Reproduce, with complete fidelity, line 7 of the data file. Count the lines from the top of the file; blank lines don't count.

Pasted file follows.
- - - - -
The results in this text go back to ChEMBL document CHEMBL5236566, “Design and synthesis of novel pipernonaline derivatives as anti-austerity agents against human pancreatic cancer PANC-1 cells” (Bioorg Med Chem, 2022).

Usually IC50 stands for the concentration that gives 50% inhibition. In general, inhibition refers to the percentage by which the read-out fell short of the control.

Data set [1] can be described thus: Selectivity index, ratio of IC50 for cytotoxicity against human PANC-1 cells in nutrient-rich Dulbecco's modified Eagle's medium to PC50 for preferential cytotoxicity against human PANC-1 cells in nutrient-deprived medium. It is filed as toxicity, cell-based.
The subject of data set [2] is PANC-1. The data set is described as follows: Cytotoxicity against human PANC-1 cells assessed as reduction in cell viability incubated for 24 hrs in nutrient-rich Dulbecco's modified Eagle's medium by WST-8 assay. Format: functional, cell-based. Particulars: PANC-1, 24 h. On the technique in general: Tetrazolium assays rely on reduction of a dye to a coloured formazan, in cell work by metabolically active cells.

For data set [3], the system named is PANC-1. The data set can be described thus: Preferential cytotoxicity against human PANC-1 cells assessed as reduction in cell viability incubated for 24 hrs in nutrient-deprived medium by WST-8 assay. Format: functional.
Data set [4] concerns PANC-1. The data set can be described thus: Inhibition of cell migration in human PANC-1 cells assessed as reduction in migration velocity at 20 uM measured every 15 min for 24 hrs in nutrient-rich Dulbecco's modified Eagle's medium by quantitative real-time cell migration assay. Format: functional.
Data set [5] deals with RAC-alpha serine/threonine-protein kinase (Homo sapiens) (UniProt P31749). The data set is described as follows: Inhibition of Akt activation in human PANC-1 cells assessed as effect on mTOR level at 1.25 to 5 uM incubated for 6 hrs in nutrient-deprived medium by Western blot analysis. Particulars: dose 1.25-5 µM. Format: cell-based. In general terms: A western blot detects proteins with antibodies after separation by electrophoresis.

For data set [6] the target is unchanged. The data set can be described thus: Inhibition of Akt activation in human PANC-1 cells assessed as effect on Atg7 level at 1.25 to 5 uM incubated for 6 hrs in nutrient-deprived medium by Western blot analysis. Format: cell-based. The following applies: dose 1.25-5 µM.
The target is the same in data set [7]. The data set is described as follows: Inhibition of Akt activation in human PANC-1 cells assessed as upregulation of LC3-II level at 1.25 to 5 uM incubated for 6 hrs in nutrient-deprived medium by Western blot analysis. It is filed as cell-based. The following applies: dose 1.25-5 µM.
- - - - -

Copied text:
Data set [5] deals with RAC-alpha serine/threonine-protein kinase (Homo sapiens) (UniProt P31749). The data set is described as follows: Inhibition of Akt activation in human PANC-1 cells assessed as effect on mTOR level at 1.25 to 5 uM incubated for 6 hrs in nutrient-deprived medium by Western blot analysis. Particulars: dose 1.25-5 µM. Format: cell-based. In general terms: A western blot detects proteins with antibodies after separation by electrophoresis.